Australia is way behind the US and Europe in protecting medical workers from sharp objects, says a former US nurse who contracted HIV and hepatitis C through a needle injury.
Dr Karen Daley, in Melbourne to attend a nursing conference, says it is "surprising and distressing" that Australia does not have safety regulations.
The US made safety devices mandatory in 2001, and the UK and European Union also have regulations.
Around 18,000 Australians, mainly nurses, report needle injuries each year, according to 2008 figures.
Although individual hospitals are making an effort to improve safety, "there is limited progress in making safe devices available to the workforce", Dr Daley says.
"It is distressing to find that a wealthy, forward-thinking country like Australia, with a first-class health system, is so far behind."
Dr Daley, who has a PhD in nursing, has been campaigning for safety since she was infected by a needle protruding from a container in 1998.
"At the beginning I didn't know if I would survive. What I did know was that my injury was preventable."
Needle injuries are among the most prevalent and potentially most dangerous injuries in medical settings.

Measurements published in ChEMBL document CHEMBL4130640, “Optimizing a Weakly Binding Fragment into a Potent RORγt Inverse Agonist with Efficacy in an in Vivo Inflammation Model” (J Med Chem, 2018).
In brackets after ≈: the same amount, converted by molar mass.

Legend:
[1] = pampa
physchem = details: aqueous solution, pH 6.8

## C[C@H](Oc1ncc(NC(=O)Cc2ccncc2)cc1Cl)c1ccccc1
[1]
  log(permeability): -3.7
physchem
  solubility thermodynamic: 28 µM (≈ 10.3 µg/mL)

Dr Daley, president of the American Nurses Association, says a major international concern is safety in the operating theatre, but surgeons can be resistant to change.
"It is important the whole team gets engaged in the conversation."
Australian safety campaigner Anne Trimmer says there are a number of devices that significantly reduce the risk of injuries.
A report by the Medical Technology Association of Australia shows around three-quarters of injuries could be prevented through the use of safety-engineered medical devices, she says.
Lee Thomas, the Federal Secretary of the Australian Nursing Federation, says the health sector should align its safety protocols with legislation that requires the use of engineering controls to eliminate foreseeable workplace hazards.
"Hospitals and the health sector need to take up the challenge to be proactive in protecting their staff," she says, calling for safety-engineered devices to be made available "sooner rather than later".